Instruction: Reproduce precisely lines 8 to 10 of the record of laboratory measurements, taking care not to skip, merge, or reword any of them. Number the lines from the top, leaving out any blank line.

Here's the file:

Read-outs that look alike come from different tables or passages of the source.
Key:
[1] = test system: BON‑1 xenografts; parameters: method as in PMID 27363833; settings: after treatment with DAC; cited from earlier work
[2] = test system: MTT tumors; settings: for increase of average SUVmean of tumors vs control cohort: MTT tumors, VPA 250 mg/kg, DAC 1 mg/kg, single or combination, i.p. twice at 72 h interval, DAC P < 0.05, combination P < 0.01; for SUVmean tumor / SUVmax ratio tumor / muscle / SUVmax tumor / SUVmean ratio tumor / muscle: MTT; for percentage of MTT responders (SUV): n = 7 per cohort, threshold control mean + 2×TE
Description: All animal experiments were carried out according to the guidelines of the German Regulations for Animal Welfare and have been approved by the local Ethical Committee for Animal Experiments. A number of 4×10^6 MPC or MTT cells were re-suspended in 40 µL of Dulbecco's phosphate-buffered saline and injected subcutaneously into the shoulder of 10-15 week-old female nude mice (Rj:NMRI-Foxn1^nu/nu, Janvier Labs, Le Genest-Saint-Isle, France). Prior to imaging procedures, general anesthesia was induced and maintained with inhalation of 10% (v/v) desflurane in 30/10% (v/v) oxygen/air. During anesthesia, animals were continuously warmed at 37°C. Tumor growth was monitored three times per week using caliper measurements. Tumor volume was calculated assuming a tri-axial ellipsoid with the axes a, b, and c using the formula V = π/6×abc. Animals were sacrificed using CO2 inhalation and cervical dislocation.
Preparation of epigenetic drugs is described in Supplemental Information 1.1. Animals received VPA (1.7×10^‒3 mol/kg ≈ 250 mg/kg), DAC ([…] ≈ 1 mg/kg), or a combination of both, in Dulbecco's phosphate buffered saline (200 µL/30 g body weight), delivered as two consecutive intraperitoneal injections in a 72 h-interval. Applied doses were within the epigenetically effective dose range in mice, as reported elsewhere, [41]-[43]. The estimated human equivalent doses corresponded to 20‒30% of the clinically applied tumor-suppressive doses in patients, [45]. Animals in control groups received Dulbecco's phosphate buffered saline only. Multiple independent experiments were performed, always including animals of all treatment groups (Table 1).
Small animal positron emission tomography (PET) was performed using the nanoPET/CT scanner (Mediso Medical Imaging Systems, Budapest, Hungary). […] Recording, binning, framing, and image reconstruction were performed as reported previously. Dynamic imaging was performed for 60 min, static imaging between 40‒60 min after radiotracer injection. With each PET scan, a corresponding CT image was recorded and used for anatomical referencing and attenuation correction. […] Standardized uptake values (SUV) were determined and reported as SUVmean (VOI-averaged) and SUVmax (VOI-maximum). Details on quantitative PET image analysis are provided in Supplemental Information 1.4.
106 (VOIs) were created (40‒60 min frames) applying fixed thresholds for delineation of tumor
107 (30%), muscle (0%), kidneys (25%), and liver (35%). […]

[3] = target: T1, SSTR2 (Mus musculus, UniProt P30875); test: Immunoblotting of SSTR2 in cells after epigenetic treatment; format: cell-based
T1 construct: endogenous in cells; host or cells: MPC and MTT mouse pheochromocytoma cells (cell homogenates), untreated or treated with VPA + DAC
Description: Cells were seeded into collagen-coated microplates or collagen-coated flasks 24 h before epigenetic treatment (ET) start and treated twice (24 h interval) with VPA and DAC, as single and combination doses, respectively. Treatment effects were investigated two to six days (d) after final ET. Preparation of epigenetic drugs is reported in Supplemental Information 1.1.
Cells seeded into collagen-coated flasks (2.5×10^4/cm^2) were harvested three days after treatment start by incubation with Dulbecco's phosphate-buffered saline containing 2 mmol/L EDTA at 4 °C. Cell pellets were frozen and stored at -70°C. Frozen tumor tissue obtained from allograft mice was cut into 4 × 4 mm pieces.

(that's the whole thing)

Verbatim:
106 (VOIs) were created (40‒60 min frames) applying fixed thresholds for delineation of tumor
107 (30%), muscle (0%), kidneys (25%), and liver (35%). […]

[3] = target: T1, SSTR2 (Mus musculus, UniProt P30875); test: Immunoblotting of SSTR2 in cells after epigenetic treatment; format: cell-based